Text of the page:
ST. LOUIS — Amid recent Endangered Silver Advisories in the St. Louis area, the Alzheimer’s Association has shared some tips on safety and wandering prevention for caregivers of those living with dementia and local resources. This follows two cases of men with Alzheimer's who went missing and have both since been found.
Kristen Hilty, a care consultant with the Alzheimer’s Association based in the Springfield Missouri office who works with the Missouri chapter, said the association is concerned about wandering in our population of individuals who have dementia.
“We know that at least six in 10 individuals with dementia will at least wander once over the course of the disease,” Hilty said.
Hilty said the association educates and informs families about this occurrence, especially as the weather turns cold.
“We always are even more vigilant in educating families about that risk because if their loved one goes missing or wanders away," she said. "The stakes are higher in the wintertime if they’re out overnight.”
Hilty agrees that family members should definitely check in on their loved ones.
“If they’re still living alone and in the early stages of the disease…there are several things you can do to reduce the risk,” Hilty said. “Check in on them, for sure.”
Hilty also said you can install alarms or motion detectors around the home to alert you of any activity, especially in the middle of the night.
“You wouldn’t want them leaving the home without assistance or supervision,” Hilty said.
She said if they live with a relative and they are prone to wander, then it helps to put locks on doors and keys in places that are out of the way.
She also recommends disguising the door with wallpaper that is the same color as the wall. Also, you can put a sheet or curtain over the door, so they don’t know the door is there.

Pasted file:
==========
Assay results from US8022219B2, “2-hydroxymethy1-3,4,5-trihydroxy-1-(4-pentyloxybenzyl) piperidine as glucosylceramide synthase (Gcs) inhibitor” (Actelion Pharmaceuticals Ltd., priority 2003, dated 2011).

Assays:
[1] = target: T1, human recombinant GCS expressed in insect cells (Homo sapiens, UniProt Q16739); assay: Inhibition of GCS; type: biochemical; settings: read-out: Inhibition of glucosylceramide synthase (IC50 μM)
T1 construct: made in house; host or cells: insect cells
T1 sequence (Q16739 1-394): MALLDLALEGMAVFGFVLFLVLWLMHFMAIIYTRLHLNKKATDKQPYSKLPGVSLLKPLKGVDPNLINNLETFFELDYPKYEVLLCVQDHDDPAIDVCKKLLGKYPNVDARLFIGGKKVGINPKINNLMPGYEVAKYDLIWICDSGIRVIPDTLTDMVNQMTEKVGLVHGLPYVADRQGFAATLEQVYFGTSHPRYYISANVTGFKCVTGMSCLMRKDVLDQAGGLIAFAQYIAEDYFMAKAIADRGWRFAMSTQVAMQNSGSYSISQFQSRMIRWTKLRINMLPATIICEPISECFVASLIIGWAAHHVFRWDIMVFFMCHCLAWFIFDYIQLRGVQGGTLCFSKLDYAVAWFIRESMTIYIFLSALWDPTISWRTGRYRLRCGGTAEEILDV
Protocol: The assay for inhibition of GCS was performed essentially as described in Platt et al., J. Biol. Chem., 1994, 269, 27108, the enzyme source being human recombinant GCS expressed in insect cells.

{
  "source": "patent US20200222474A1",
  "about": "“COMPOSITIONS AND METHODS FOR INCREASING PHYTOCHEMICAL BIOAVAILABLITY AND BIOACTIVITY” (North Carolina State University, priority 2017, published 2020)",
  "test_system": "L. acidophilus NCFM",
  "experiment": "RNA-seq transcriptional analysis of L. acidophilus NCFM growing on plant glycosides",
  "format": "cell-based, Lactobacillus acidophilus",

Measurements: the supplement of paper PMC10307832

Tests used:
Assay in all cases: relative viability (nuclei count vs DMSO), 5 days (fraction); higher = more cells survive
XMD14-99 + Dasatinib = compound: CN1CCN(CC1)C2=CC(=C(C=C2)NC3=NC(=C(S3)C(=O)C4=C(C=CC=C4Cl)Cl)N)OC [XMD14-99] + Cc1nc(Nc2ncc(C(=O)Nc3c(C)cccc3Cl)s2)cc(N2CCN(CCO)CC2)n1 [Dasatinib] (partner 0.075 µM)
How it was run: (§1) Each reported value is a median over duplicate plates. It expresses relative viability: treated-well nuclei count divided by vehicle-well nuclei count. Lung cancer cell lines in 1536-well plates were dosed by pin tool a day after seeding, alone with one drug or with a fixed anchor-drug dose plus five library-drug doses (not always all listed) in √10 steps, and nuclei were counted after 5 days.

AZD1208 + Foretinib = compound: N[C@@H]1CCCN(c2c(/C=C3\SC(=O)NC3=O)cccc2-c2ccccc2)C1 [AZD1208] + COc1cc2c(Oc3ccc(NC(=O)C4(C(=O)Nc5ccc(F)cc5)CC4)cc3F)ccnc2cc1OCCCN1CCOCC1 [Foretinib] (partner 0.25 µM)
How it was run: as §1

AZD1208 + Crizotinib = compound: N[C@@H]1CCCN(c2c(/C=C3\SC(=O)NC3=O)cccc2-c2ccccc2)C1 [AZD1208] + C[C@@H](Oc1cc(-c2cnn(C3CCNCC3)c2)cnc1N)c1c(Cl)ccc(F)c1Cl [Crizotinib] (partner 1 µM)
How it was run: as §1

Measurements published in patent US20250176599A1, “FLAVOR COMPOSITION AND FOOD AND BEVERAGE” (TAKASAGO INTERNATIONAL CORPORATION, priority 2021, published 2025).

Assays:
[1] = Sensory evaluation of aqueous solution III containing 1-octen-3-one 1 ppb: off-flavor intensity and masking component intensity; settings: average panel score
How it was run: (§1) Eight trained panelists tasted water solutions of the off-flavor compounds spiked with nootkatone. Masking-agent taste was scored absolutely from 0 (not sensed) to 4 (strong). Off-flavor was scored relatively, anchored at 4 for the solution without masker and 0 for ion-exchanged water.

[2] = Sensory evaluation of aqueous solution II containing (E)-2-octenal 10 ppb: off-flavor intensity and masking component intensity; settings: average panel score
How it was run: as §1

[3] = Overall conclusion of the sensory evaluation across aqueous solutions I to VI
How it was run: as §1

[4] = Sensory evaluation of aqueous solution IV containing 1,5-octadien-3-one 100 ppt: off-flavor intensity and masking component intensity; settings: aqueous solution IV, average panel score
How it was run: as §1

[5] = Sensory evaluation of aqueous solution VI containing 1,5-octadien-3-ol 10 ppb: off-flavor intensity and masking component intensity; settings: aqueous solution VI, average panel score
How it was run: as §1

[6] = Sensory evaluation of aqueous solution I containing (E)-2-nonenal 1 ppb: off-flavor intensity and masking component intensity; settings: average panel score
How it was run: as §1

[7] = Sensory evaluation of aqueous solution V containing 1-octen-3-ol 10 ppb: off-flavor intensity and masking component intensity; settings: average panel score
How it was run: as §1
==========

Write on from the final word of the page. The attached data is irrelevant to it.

“You might turn your back for a minute, and it can happen in just a second,” Hilty said.
Hilty said keeping your loved one active throughout the day can reduce the chances of wandering, especially when confusion might be higher in the evening.
Hilty said a lot of the Endangered Silver Advisories involve drivers as well.
“I’m always concerned when someone drives off in a vehicle,” she said. “If your loved one is no longer driving…be sure to hide those car keys or keep them away where they can’t access them.”
Hilty said some people forget they can’t drive and it’s a hard conversation to have with your family member if they haven’t stopped driving yet.
If they are in the early stages of dementia and are still driving, then consider putting a GPS monitoring device in the car so you keep an eye on where they are.
“Just monitor their driving behavior. We can make sure the driving stops way before we might have a wandering incident,” Hilty said.
For information and other tips to reduce the risk of wandering, reach out to the association for access to resources and call their 24/7 hotline at 800-272-3900 for a care consultation.
“Just know you’re not alone. There are people out there who we have that conversation often so we can provide a lot of resources to help keep your loved ones safe,” Hilty said.
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